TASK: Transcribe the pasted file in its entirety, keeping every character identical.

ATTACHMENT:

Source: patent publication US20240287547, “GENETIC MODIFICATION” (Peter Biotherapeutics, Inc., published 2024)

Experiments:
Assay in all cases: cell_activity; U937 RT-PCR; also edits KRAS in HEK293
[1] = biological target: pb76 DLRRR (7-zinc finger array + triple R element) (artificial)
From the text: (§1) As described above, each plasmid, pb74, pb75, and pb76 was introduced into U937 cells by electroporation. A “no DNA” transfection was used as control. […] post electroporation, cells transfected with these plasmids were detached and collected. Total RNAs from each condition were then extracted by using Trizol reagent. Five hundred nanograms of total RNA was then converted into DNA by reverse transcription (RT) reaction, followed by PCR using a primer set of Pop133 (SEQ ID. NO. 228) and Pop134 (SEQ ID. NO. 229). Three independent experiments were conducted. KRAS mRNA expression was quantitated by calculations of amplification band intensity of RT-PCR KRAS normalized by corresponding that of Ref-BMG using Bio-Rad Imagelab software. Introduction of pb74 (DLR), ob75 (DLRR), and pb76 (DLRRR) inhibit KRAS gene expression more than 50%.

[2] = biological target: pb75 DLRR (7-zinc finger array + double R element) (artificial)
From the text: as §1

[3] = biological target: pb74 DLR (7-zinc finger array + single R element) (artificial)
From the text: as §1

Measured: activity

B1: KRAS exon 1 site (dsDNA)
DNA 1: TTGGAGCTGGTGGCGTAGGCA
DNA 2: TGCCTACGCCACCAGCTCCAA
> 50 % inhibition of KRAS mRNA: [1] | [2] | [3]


Source: patent publication US20240287547, “GENETIC MODIFICATION” (Peter Biotherapeutics, Inc., published 2024)

Experiments:
Assay in all cases: cell_activity; U937 RT-PCR; also edits KRAS in HEK293
[1] = biological target: pb76 DLRRR (7-zinc finger array + triple R element) (artificial)
From the text: (§1) As described above, each plasmid, pb74, pb75, and pb76 was introduced into U937 cells by electroporation. A “no DNA” transfection was used as control. […] post electroporation, cells transfected with these plasmids were detached and collected. Total RNAs from each condition were then extracted by using Trizol reagent. Five hundred nanograms of total RNA was then converted into DNA by reverse transcription (RT) reaction, followed by PCR using a primer set of Pop133 (SEQ ID. NO. 228) and Pop134 (SEQ ID. NO. 229). Three independent experiments were conducted. KRAS mRNA expression was quantitated by calculations of amplification band intensity of RT-PCR KRAS normalized by corresponding that of Ref-BMG using Bio-Rad Imagelab software. Introduction of pb74 (DLR), ob75 (DLRR), and pb76 (DLRRR) inhibit KRAS gene expression more than 50%.

[2] = biological target: pb75 DLRR (7-zinc finger array + double R element) (artificial)
From the text: as §1

[3] = biological target: pb74 DLR (7-zinc finger array + single R element) (artificial)
From the text: as §1

Measured: activity

B1: KRAS exon 1 site (dsDNA)
DNA 1: TTGGAGCTGGTGGCGTAGGCA
DNA 2: TGCCTACGCCACCAGCTCCAA
> 50 % inhibition of KRAS mRNA: [1] | [2] | [3]